Chicago Flags Finds a New Home in Gresham

From the August 2017 Vexilloid Tabloid #65
By Michael Orelove

About two years ago I wrote a  letter to the Chicago Fire Department requesting an old Chicago flag that had flown over a fire station.  I just received the flag.

It flew over Engine 83 which was 2.6 miles from where I used to live in Chicago.

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Michael Orelove at Troutdale Fire Station 75.

I wanted to find a new home for the flag so I went to Troutdale Fire Station 75 and asked if they knew any firefighters with a Chicago connection.  They referred me to Joe Griffin of Gresham Fire Station 76.

I connected with Joe, who has family in Chicago and goes to back there about once a year.  I gave him the flag.

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Joe Griffin and fellow firefighters at Gresham Fire Station 76.

As with other flags the stars and stripes represent different things.  On the Chicago flag each point of the stars has a different meaning.  For example, the second red star represents the Chicago Fire of 8–10 October 1871.  The points of the second star signify religion, education, esthetics, justice, beneficence, and civic pride.

Chicago adopted the original version of the flag in 1917.  Since then, it has added stars, and now flies extensively throughout the city.  The design has been voted one of the best in the country and has inspired other city flags.

 

 

 

Flag Burning in Portland

From the August 2017 Vexilloid Tabloid #65

As the recent 4th-of-July-weekend Blues Festival began, Portlanders continued their tradition of protest, often using flags.  At times that involved burning them.

The right-wing group Patriot Prayer planned a two-hour “Freedom March” at Tom McCall Waterfront Park with “a small amount of speeches to promote freedom   and courage”.  On Facebook it said “Fear will not silence Americans in these liberal strongholds.  Please bring your best behavior.”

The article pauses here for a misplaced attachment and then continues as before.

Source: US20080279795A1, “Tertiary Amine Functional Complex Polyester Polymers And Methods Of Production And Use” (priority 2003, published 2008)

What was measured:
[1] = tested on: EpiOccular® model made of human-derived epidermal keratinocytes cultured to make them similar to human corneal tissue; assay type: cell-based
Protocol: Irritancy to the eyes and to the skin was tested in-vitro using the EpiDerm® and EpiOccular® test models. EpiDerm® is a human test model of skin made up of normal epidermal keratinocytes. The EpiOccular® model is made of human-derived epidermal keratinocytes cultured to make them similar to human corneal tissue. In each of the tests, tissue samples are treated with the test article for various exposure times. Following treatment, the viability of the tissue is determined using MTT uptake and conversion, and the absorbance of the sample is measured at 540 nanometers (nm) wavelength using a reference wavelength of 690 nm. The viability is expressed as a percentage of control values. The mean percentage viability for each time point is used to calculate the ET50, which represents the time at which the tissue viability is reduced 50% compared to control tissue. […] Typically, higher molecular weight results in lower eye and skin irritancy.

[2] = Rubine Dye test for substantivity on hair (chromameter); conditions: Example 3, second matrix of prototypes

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Members of the Rose City Antifa burn a flag at the Portland Waterfront, 30 June 2017. Sarah Silbiger / The Oregonian

The opposition group Rose City Antifa [anti-fascist] organized an opposition rally called “Enough: Stop Patriot Prayer Now!”  On Facebook it said “We will not allow our community to be overrun by fascists and those who make excuses for them.”

Most demonstrators had passionate but peaceful conversations.   However, one fight started after some Antifa protesters burned flags.  One man tried to hit others with a broken flag pole.

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Anti-Trump protesters burn an upside-down flag downtown, 20 January 2017. Beth Nakamura / The Oregonian

This behavior follows an incident where anti-Trump protesters burned American flags (and one Texas flag) in Pioneer Courthouse Square downtown on 20 January, Inauguration Day.

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Eric Post

In response to that event, veteran Eric Post went to Willamette National Cemetery and recorded an emotional Facebook video at gravesites of Medal of Honor winners, inviting protesters to take a tour.  It went viral, with over 2 million views in three days.

 

 

 

Vexilloid Tabloid #68

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Our first newsletter of 2018 (Issue 68) features:

  • Of Arms and Silks (David Ferriday)
  • Flags in Ireland: A Field Report, Installment 1 (Ted Kaye)
  • A New Flag for Coral Springs, Florida (Scott Mainwaring)
  • Forthcoming Books (Scott Mainwaring)
  • Sutherlin — City of Flags (Michael Orelove)

And, as always highlights from our last meeting, a roundup of flag news and notes, sightings of the Portland city flag, and the What’s That Flag quiz.

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Vexilloid Tabloid #67

Travel into the future with our December newsletter available now here in November!

Issue 67 features:

  • A Theory of City SOB Flags (Ted Kaye)
  • The Flag Fusions of Pedro Lasch (Scott Mainwaring)
  • A New Flag for Burlington, Vermont (Ted Kaye)
  • Travels with Flags (Michael Orelove)
  • Oregon Flag Registry Update

And, as always highlights from our last meeting, a roundup of flag news and notes, sightings of the Portland city flag, and the What’s That Flag quiz. Keen eyed readers may also spot a terrible flag joke, not counting the visual pun below (and, please, send us better ones!).